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Energy/Work Question

  1. Jun 4, 2008 #1
    1. The problem statement, all variables and given/known data
    A skier of mass 67 kg is pulled up a slope by a motor-driven cable.
    (a) How much work is required to pull him 40 m up a 30° slope (assumed frictionless) at a constant speed of 1.7 m/s?

    m= 67kg
    Delta y= 40m
    Theta= 30 degrees
    v= 1.7m/s


    2. Relevant equations
    I know that:

    F=ma
    W= F cos(Theta) (Delta y)


    3. The attempt at a solution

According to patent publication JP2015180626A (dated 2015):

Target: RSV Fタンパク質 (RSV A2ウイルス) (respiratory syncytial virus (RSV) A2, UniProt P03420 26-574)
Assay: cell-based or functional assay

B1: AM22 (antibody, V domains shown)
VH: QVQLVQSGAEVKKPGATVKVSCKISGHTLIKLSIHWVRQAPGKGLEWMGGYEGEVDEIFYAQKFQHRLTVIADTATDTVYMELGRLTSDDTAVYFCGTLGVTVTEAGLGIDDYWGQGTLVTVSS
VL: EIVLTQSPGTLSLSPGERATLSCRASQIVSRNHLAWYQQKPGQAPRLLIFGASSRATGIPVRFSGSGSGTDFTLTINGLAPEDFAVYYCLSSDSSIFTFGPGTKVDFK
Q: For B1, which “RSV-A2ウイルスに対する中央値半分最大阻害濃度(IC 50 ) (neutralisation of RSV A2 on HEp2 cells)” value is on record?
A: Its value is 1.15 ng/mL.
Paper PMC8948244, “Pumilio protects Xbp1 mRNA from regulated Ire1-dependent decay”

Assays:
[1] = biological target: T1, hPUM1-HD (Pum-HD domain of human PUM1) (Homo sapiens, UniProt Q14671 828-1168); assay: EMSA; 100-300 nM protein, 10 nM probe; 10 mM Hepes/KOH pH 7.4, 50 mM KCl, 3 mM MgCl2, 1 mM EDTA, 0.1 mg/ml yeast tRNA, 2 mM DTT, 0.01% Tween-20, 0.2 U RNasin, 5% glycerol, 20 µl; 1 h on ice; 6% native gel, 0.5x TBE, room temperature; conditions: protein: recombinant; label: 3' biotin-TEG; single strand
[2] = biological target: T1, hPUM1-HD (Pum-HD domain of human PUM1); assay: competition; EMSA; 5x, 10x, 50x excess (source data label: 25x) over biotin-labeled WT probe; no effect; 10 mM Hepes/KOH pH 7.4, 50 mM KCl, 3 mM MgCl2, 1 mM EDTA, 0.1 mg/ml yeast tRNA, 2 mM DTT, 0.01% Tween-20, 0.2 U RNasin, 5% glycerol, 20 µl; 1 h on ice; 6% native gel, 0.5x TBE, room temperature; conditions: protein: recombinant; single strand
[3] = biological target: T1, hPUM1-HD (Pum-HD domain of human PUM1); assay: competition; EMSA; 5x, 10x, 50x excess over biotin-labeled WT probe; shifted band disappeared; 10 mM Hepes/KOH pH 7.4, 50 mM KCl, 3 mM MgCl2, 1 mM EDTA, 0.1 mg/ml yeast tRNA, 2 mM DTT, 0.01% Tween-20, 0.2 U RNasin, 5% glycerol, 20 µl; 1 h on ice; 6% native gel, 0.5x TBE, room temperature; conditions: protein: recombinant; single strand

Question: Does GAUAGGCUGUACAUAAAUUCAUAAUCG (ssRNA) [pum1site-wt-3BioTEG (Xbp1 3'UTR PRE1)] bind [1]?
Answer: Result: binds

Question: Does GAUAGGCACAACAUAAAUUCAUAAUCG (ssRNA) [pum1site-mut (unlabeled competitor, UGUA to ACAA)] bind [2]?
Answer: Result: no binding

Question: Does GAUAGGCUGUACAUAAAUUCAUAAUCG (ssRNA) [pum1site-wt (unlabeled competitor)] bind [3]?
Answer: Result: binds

I am solving for the force:
    F=ma
    F= 67 (1.7)
    F= 113.9 N/m

    With F solved I use my Work Equation:
    W= F cos(Theta)(Delta y)
    W= 113.9 (cos30) (40)
    W= 3945.61 J
    W= 3900 J

    My answer differs from the correct answer by 10% to 100%

    What am I doing wrong? Am I using the wrong equations?
     
  2. jcsd
  3. Jun 4, 2008 #2
    So you know that he has to be pulled up a distance of 40*sin(30). Work is the force times the component of the directional change projected onto the force (i.e. [itex]F \cdot \Delta s[/itex]). Where does this lead you? (Hint: your directional thinking is wrong.)

    Don't just use equations, know where they come from. Yes, it's hard if it's your first time, but you really can't just plug and chug and expect to get away it.
     
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